Maintaining a spa is a lot like maintaining a pool, only easier because you can drain and refill it whenever needed. Looking after your spa just takes a little time every week and keeps it clean and hygienic for the whole family to enjoy.
Here are some common questions and answers to help simplify the way you think about spa maintenance.
To keep a spa’s water clean and hygienic, there are 2 main things that make this possible: spa chemicals and filtration. Spa chemicals are used to keep the way algae free and balanced, whereas the filtration does most of the heavy lifting. Most spas will be equipped with a micro filter which traps all the smaller debris like dirt and oils, which eventually you will need to remove the filter from your spa to clean out with a hose.
Due to the nature of warm water, you will lose small amounts of water overtime – mainly due to evaporation. To have your filtration working at the optimum level, it is always best practice to maintain the water line 2/3 of the way up the skimmer. If the water level drops below where it needs to be, it will cause your pump to run dry which can be detrimental to your whole filtration system. Depending on how often you use the spa and if the spa has a cover, the water level may need to be topped up once a week.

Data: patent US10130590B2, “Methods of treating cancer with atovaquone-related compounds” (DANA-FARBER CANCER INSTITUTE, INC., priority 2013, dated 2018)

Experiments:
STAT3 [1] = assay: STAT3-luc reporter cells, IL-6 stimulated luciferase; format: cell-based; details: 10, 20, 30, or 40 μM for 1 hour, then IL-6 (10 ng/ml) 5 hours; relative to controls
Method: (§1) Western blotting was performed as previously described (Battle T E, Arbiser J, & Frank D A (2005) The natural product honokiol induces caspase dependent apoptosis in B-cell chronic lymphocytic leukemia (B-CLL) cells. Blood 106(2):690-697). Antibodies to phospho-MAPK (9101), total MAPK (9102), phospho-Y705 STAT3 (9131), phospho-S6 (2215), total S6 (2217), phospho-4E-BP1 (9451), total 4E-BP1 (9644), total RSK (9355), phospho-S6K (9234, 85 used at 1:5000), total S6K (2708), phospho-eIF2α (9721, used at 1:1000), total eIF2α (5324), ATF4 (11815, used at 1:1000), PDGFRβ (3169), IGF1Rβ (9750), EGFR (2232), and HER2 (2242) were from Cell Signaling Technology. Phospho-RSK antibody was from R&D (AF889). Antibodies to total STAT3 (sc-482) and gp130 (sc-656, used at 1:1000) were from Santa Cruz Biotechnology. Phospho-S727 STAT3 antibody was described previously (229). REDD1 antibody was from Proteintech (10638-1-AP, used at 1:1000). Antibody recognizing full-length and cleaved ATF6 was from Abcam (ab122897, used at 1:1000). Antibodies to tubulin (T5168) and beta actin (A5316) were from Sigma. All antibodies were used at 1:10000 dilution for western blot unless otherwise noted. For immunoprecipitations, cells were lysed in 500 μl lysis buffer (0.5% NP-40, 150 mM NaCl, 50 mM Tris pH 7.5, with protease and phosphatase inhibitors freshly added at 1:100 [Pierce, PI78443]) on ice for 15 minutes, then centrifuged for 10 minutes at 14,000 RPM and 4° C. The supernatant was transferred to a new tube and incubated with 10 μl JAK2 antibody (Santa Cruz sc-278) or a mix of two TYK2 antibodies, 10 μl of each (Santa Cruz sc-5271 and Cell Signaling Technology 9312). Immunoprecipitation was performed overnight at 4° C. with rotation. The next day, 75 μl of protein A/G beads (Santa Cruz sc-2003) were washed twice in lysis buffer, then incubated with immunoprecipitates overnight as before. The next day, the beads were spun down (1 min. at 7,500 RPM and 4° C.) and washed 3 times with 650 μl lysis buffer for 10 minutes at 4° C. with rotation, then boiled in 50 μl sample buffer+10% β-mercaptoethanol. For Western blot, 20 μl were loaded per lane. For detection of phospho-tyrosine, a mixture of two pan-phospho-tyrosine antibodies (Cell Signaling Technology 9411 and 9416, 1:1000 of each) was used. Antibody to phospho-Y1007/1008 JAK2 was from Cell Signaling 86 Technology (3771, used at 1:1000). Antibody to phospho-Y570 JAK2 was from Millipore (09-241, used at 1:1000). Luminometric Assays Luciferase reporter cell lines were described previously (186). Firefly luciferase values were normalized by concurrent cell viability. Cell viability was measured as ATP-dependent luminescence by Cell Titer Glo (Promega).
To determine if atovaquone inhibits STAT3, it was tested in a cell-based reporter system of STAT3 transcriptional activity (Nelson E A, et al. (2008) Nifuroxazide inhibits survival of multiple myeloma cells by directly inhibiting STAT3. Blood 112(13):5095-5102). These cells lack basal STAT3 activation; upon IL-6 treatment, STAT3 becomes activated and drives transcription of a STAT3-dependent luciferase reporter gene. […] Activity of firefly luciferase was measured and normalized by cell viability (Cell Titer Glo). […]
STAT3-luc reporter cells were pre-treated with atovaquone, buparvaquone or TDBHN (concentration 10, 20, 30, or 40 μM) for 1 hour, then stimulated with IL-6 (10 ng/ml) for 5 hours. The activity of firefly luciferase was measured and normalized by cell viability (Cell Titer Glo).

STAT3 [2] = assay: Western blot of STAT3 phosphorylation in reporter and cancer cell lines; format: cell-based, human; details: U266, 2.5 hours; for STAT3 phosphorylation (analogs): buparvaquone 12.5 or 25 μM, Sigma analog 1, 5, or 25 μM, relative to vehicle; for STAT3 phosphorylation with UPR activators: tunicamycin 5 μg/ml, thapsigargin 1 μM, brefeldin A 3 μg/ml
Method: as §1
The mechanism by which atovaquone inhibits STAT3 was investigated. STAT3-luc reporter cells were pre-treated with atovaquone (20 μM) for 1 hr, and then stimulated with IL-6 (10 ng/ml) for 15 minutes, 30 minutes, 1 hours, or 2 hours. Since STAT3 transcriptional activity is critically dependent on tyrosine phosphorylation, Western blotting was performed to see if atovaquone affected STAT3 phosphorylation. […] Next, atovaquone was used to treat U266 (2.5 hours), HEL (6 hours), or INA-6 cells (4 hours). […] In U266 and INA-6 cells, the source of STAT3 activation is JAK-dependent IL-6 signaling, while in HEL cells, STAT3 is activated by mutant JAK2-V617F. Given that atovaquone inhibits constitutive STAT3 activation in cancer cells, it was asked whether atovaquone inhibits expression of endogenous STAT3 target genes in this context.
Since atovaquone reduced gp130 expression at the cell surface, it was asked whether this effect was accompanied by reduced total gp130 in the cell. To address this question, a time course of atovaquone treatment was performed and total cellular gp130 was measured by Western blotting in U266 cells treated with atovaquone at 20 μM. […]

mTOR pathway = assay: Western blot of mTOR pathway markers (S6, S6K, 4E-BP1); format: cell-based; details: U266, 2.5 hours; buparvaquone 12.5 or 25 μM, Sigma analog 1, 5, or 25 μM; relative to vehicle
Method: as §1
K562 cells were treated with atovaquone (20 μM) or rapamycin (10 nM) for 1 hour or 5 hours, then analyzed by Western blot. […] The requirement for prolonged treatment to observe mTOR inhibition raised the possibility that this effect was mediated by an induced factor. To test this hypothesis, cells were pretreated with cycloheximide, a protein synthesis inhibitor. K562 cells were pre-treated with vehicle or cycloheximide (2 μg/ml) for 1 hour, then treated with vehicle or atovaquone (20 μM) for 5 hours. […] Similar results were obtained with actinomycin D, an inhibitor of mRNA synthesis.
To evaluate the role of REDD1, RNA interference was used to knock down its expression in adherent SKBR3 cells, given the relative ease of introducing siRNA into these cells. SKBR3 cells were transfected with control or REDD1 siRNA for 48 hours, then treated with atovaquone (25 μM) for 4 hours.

Even if you add the right chemicals and are on top of your water testing, eventually the spa needs to be emptied and refilled. You should change your spa water when the TDS (Total Dissolved Solids) gets to a level of 2,000ppm or above. When the TDS in the pool is too high you will find the water becomes easily cloudy and have a hard feel to your skin. For most Spas, this means you will have to change the water every 3-4 months, this includes washing and scrubbing down the spas surface.
Generally, it’s best practice to have a Spa cover, here are some reasons why: